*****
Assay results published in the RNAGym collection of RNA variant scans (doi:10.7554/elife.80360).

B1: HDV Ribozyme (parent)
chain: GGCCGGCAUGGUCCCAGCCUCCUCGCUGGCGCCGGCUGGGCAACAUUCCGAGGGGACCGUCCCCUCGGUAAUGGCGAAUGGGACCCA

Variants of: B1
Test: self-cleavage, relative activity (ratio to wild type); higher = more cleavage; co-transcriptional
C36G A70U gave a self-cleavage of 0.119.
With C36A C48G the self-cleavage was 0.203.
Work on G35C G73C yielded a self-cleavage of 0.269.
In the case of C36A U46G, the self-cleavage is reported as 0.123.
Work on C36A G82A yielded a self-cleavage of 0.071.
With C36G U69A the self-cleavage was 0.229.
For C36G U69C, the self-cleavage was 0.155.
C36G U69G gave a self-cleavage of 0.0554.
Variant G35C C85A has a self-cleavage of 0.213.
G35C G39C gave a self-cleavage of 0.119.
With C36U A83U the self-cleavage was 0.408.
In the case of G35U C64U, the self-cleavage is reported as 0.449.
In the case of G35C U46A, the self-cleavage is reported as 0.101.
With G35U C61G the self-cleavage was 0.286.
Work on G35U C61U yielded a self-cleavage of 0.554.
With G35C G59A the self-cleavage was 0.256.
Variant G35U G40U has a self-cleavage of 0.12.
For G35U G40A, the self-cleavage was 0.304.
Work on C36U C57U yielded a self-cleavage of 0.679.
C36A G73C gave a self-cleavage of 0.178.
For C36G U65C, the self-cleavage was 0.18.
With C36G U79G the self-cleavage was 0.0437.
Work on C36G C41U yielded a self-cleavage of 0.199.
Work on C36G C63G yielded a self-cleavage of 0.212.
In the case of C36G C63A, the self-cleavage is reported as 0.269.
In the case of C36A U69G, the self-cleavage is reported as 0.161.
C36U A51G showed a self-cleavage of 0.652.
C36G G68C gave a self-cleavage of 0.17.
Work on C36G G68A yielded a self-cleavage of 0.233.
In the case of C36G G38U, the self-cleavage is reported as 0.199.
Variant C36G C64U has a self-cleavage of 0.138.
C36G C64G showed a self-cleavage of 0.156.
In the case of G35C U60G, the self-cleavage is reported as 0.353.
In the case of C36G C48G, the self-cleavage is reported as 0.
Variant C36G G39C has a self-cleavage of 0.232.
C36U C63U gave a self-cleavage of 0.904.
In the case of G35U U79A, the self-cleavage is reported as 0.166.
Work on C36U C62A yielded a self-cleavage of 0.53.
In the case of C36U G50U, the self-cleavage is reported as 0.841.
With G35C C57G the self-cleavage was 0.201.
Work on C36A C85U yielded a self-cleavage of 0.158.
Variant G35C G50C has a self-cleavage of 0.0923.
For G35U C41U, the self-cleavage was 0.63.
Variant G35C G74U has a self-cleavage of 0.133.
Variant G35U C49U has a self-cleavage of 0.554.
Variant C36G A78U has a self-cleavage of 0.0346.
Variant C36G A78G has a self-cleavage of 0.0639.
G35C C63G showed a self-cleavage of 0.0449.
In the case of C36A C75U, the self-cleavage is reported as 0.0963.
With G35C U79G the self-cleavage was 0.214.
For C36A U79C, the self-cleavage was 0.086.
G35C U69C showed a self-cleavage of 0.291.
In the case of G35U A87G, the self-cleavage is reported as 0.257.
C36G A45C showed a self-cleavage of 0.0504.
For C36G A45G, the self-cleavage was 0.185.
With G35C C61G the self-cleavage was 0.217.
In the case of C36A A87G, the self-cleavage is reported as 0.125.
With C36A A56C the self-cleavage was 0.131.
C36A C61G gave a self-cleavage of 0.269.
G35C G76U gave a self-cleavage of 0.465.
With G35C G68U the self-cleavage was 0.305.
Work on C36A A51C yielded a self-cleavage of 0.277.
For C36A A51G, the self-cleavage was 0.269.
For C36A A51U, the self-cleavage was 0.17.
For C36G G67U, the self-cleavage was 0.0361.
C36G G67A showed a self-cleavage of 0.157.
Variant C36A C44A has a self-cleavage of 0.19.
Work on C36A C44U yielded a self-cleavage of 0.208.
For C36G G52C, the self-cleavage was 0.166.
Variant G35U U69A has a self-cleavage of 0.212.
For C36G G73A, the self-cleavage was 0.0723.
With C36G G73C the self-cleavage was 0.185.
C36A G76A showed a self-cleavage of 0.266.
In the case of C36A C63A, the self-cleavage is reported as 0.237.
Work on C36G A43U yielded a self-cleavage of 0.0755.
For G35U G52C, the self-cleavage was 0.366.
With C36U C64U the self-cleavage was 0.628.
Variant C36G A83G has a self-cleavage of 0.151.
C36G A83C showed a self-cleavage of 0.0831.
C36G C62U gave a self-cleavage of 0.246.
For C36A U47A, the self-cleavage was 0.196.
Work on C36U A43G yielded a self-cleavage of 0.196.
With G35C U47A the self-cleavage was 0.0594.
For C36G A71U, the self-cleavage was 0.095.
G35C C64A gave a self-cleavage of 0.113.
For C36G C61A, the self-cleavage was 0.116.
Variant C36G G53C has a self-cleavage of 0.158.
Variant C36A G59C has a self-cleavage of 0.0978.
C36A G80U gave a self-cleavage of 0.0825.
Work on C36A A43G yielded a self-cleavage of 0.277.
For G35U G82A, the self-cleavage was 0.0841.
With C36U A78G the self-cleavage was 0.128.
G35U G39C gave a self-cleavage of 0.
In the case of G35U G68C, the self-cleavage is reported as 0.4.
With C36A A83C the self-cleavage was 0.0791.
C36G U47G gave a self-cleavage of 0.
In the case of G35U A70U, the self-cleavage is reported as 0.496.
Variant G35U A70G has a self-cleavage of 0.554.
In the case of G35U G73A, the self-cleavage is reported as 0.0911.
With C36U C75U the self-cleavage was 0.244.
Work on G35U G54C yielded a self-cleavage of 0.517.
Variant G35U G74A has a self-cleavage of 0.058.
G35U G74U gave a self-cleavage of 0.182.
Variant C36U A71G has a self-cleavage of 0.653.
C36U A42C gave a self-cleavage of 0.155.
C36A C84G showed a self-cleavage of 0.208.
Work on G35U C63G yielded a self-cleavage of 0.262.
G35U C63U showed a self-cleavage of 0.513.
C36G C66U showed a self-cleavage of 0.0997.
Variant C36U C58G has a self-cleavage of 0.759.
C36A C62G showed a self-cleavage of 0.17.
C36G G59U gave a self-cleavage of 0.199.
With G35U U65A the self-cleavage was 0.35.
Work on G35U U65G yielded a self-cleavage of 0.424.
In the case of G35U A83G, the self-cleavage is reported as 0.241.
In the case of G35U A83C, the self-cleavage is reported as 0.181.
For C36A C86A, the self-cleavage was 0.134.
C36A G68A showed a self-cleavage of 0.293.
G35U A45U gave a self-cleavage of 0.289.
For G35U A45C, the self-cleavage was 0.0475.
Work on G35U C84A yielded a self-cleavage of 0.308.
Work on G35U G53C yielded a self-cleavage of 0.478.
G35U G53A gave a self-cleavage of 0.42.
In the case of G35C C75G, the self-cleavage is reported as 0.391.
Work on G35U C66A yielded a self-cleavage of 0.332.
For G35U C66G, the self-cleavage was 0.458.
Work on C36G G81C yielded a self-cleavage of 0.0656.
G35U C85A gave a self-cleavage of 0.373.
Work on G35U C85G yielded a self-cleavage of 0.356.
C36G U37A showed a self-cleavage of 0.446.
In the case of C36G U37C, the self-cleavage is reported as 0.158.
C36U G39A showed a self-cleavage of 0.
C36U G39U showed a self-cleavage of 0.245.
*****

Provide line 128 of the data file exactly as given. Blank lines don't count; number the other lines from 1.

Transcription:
G35U G53A gave a self-cleavage of 0.42.